15“[I]n modern-day voting rights cases such as this one, . . . racial discrimination will more than likely not show itself in the blatant forms of the past but instead will be subtle and sophisticated. . . .” App. to Juris. Statement of Appellant Presley 37a (Thompson, J., concurring in part and dissenting in part).
16See Dougherty County Bd. of Education v. White, 439 U.S., at 38, 99 S.Ct., at 372 (“In subsequent cases interpreting ? 5, we have consistently adhered to the principles of broad construction set forth in Allen“); NAACP v. Hampton County Election Comm’n, 470 U.S., at 176, 105 S.Ct., at 1134 (“Our precedents recognize that to effectuate the congressional purpose, ? 5 is to be given broad scope”).
17“After extensive deliberations in 1970 on bills to extend the Voting Rights Act, during which the Allen case was repeatedly discussed, the Act was extended for five years, without any substantive modification of ? 5.” Georgia v. United States, 411 U.S., at 533, 93 S.Ct., at 1707 (footnote omitted); see Dougherty County Bd. of Education v. White, 439 U.S., at 38-39, 99 S.Ct., at 372.
18“Again in 1975, both the House and Senate Judiciary Committees, in recommending extension of the Act, noted with approval the ‘broad interpretations to the scope of Section 5’ in Allen and Perkins v. Matthews.” Dougherty, 439 U.S., at 39, 99 S.Ct., at 372.
19“[T]he legislative history of the most recent extension of the Voting Rights Act in 1982 reveals that the congressional commitment to its continued enforcement is firm. The Senate Committee found ‘virtual unanimity among those who [had] studied the record,’ S.Rep. No. 97-417, p. 9 (1982), that ? 5 should be extended. And, as it had in previous extensions of the Act, Congress specifically endorsed a broad construction of the provision.” NAACP v. Hampton County Election Comm’n, 470 U.S., at 176, 105 S.Ct., at 1134 (footnote omitted).
20Congress recognized that “since the adoption of the Voting Rights Act, covered jurisdictions have substantially moved from direct, over[t] impediments to the right to vote to more sophisticated devices that dilute minority voting strength,” S.Rep. No. 97-417, p. 10 (1982), U.S. Code Cong. & Admin. News 1982, pp. 177, 187, and that ? 5 was intended to be responsive to this shift:
“Following the dramatic rise in registration, a broad array of dilution schemes were employed to cancel the impact of the new black vote. Elective posts were made appointive; election boundaries were gerrymandered; majority runoffs were instituted to prevent victories under a prior plurality system; at-large elections were substituted for election by single-member districts, or combined with other sophisticated rules to prevent an effective minority vote. The ingenuity of such schemes seems endless. Their common purpose and effect has been to offset the gains made at the ballot box under the Act.
“Congress anticipated this response. The preclearance provisions of Section 5 were designed to halt such efforts.” Id., at 6, U.S. Code Cong. & Admin. News 1982, p. 183.
21On September 10, 1971, the Department of Justice first adopted regulations implementing ? 5’s preclearance provisions. S.Rep. No. 94-295, p. 16 (1975), U.S. Code Cong. & Admin. News 1975, p. 774; see 36 Fed.Reg. 18186 (Sept. 10, 1971); 28 CFR pt. 51 (1972); see also Georgia v. United States, 411 U.S. 526, 536-541, 93 S.Ct. 1702, 1708-1711, 36 L.Ed.2d 472 (1973) (approving regulations).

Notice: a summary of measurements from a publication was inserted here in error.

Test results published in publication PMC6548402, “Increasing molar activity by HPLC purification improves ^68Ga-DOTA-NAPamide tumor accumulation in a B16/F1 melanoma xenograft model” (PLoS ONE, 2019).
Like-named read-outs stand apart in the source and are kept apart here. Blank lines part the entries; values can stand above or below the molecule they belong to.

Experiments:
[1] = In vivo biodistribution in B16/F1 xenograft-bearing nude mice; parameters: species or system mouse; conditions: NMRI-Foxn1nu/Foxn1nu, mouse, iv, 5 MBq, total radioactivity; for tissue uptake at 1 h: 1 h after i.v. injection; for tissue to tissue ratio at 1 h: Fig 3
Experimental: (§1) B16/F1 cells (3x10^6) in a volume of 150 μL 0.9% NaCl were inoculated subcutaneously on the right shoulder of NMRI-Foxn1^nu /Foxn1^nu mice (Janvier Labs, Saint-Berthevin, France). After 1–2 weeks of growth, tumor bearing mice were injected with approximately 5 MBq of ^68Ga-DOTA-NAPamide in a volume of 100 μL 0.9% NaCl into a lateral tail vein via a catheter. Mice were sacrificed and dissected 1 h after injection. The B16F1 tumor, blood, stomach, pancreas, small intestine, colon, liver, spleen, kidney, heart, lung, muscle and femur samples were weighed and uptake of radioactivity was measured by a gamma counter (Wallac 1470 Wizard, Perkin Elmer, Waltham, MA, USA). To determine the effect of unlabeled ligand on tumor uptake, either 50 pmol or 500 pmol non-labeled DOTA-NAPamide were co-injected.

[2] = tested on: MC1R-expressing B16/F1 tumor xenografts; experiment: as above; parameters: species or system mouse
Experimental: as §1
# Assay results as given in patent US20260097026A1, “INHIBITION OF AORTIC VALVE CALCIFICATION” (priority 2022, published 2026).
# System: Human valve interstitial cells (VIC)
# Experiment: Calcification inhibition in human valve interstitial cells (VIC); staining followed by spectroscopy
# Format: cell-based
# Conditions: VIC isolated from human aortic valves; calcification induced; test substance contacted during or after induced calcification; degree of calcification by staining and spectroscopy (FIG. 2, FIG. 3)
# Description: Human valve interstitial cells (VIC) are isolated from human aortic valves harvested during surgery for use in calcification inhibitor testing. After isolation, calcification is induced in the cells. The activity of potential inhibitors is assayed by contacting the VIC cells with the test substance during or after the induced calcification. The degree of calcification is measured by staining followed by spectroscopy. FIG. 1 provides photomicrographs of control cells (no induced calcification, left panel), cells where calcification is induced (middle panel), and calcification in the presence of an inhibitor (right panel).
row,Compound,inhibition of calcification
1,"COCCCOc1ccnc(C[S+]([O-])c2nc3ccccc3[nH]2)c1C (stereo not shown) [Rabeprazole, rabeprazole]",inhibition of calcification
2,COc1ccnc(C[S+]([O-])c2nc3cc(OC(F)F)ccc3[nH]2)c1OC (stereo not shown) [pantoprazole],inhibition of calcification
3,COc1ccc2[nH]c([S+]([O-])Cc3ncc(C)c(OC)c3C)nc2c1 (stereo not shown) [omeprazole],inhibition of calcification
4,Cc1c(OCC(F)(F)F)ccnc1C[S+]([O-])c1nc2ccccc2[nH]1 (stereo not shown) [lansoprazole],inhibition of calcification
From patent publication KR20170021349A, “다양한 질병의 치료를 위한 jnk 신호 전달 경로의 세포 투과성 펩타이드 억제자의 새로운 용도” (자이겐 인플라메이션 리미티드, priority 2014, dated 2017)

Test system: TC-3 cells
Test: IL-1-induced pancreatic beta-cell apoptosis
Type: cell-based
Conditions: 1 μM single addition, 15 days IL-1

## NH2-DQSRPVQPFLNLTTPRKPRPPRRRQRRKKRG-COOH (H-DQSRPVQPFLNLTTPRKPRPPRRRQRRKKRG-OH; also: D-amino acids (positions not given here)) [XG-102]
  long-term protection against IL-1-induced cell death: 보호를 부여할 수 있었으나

22The District Court was also wrong to exempt the Common Fund Resolution from ? 5 preclearance on the ground that “the common fund resolution was, in practical terms, insignificant in comparison to the entire Commission’s authority. . . .” App. to Juris. Statement of Appellant Presley 19a. This is clearly the wrong test in light of our earlier cases, in which we have said that even “minor” changes affecting elections and voting must be precleared. Allen v. State Bd. of Elections, 393 U.S., at 566, 568, 89 S.Ct., at 832, 833 (“It is significant that Congress chose not to include even . . . minor exceptions in ? 5, thus indicating an intention that all changes, no matter how small, be subjected to ? 5 scrutiny”); see also Perkins v. Matthews, 400 U.S., at 387, 91 S.Ct., at 436. For example, the Court has said that ? 5 preclearance applies to the transfer of a polling place, Perkins, 400 U.S., at 388, 91 S.Ct., at 437, and the extension of city limits to include uninhabited territory, Pleasant Grove v. United States, 479 U.S. 462, 467, 107 S.Ct. 794, 797, 93 L.Ed.2d 866 (1987), even though these changes might, at first blush, appear to be “insignificant.” The District Court mistakenly blurred the distinction between whether a change is subject to preclearance, which turns on whether the change has the potential for discrimination, and whether the change should, in fact, be precleared, which turns on whether the change would have a discriminatory purpose or effect. The distinction is important because “[t]he discriminatory potential in seemingly innocent or insignificant changes can only be determined after the specific facts of the change are analyzed in context. The present coverage formula allows for such a factual analysis.” Hearings on Extension of the Voting Rights Act before the Subcommittee on Civil and Constitutional Rights of the House Committee on the Judiciary, 97th Cong., 1st Sess., 2122 (1981) (testimony of Drew Days, Professor, Yale Law School and former U.S. Assistant Attorney General, Civil Rights Division, Department of Justice); see H.R.Rep. No. 97-227, p. 35 (1981); NAACP v. Hampton County Election Comm’n, 470 U.S., at 176, n. 21, 105 S.Ct., at 1134, n. 21.